The Internet Global Summit - Global Distributed Intelligence for Everyone
The 10th Annual Internet Society Conference
Preparing a Paper for INET 2000. Sample & Instructions
This brief paper presents the details necessary to prepare a paper for INET 2000. The paper includes guidelines on style, acceptable formats and constructs. It also provides suggestions on how to prepare the paper. As in previous years, the Proceedings of INET 2000 will be published on CD-ROM and on the Internet. A listing of abstracts submitted to date is available at http://mc-net.jtbcom.co.jp/inet2000/submit/listtop.html.
The Program Committee would kindly like to remind everyone that the INET audience is a professional audience, and not one of beginners. It is better to err on the side of "too technical" than "too general." That way, your comments will challenge the audience and be less likely to present them with a level of information with which many are already familiar. We thank you in advance for taking this important point to heart.
INET 2000 Theme
Global Distributed Knowledge for Everyone
Paper FormatThe paper is expected to be 8-10 pages in length, about 4000 words. It is due on 25 January, 2000. Every paper must be submitted in HTML, the Hyper-Text Markup Language widely used on the World Wide Web. This will support a common presentation on CD-ROM and on the Web.
Please list all authors of the paper as per the example below:
Florencio Utreras (firstname.lastname@example.org)
Second Author NAME (Second.Author@email.address.org)
Third Author NAME (Third.Author@email.address.com)
There are a number of ways of producing HTML documents.
Alternatives to HTML
If it is really not possible to produce HTML we will accept the following alternative:
Using This Paper as a Template
To use this paper as a template, find the Save or Save As command and select Source as the option. That will save this document as HTML. It can then be read by your word processor editor.
Post Acceptance EditingThe Internet Society will pass all accepted papers and panel papers to professional editors for production of the proceedings. Thus, your paper may change slightly from submission to the final proceedings.
Writing the Paper - Acceptable Styles
This section is intended as a guideline to the use of the various HTML markup commands. It is intended to give papers a consistent style.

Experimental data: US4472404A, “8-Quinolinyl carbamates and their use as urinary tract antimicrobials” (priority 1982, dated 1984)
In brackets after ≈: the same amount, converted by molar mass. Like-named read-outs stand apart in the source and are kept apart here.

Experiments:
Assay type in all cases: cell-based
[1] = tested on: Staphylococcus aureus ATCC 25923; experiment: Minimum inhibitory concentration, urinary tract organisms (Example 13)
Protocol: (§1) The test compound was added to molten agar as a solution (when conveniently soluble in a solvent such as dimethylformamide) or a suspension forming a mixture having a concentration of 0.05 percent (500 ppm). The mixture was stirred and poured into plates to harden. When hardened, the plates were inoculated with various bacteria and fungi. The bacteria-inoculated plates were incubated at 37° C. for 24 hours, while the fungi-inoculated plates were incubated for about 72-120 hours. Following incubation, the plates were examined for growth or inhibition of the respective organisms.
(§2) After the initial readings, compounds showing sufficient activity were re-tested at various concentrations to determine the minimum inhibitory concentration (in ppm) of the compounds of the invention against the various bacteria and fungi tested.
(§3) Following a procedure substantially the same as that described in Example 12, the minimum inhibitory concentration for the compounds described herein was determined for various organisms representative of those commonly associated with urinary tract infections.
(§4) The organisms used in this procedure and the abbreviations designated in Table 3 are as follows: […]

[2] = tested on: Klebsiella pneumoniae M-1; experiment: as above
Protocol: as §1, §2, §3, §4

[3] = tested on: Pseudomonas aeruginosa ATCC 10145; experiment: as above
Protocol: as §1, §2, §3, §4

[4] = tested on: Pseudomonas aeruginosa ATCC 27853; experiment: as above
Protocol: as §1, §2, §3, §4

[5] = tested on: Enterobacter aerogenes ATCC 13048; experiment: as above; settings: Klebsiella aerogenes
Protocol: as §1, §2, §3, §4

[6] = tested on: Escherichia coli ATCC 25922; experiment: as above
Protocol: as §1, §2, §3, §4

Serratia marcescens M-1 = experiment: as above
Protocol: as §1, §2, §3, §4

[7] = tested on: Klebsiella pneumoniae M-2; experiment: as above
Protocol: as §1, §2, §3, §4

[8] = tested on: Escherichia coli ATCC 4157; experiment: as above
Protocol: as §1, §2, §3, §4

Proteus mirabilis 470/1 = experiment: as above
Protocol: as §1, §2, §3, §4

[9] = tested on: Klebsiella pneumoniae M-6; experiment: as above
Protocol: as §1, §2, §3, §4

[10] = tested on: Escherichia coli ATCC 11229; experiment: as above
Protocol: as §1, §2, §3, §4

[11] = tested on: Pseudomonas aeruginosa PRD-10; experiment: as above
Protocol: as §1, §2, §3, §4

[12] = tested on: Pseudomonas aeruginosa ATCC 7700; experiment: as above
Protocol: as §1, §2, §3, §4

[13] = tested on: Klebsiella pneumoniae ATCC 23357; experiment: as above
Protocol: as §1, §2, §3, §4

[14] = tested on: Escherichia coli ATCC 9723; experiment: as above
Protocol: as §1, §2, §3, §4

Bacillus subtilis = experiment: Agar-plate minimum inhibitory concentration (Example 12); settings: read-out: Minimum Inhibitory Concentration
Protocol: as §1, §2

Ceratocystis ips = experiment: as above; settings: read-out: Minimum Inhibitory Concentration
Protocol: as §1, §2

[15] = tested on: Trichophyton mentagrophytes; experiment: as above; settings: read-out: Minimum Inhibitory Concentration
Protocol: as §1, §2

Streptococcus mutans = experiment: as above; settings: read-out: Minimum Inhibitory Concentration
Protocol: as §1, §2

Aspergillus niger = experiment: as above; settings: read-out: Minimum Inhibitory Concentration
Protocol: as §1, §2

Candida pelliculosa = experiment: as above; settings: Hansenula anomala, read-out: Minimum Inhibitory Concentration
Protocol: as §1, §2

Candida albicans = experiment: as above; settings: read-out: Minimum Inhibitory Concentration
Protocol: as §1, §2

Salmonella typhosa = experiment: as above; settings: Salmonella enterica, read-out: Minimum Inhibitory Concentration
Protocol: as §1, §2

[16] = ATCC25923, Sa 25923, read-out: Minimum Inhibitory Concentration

Feel free to use both <B>bold</B> and <I>italics</I> for emphasis as needed. Similarly <EM>emphasis</EM>, <STRONG>strong emphasis</STRONG> and other text markup styles.
Sections, sub-sections and sub-sub-sections should use the <H2>,<H3> and <H4> levels of HTML headings, respectively.
Use the <BLOCKQUOTE>
to set off a passage of text like this.
Table of Contents
Every paper should contain a Table of Contents. The entries in the Table of Contents should be links to the top level sections, but not sub- or sub-sub-sections.
You may use any of the lists common to HTML. Examples of each of the numbered list (<OL>), unnumbered list (<UL>), and descriptive list (<DL>) are found in this paper.
This section talks about various constructs you may wish to use in your paper.
The use of URLs presents possible problems with copyright restrictions. We have adopted the following policy with respect to the inclusion of URLs in INET 2000 papers. URLs may be used in four ways in your paper.
This implies that you must use a level of indirection to point to another's work from within your paper. At the point where the work is mentioned, you include a URL to an entry in the References section. The entry may then contain a URL to the work. See the examples included in this paper.
The Use of Tables
We would prefer that you did not use tables to achieve complex page layouts, however there are clearly times when tables are the appropriate way to present data. Here are a few things you always wanted to know about San Jose, California as an example of an acceptable use of tables in an INET 2000 paper.
ll references to images should be to files in the same directory as your paper, e.g. the image in the table above was specified using .
All images should be in GIF89a (without animation), or JPEG (JFIF).
Remember that you are submitting a paper, not a web page. No animated gifs, blinking words, movies etc. As stated above, you can include a URL reference to your own site which demonstrates these features if necessary.
Things Not To Use
Your finished paper should not require support for any of the following:
Blinking.If in doubt, keep it simple.
File Naming Conventions
Your paper should consist of a single HTML file, but may be supplemented by images in GIF or JPEG files. Thus your submission may well be several files. We ask that you use the following naming convention to facilitate web access and to allow for anyone who may still be using Windows 3.1:
How To Submit
All authors will be asked to make paper submissions through a web enabled form. This form will be available to accept submissions from mid-January to January 25 only - no extensions will be made. A separate email will be forthcoming in early January relating the URL of the submission form, the exact opening date for submissions and specifics on how to use the form.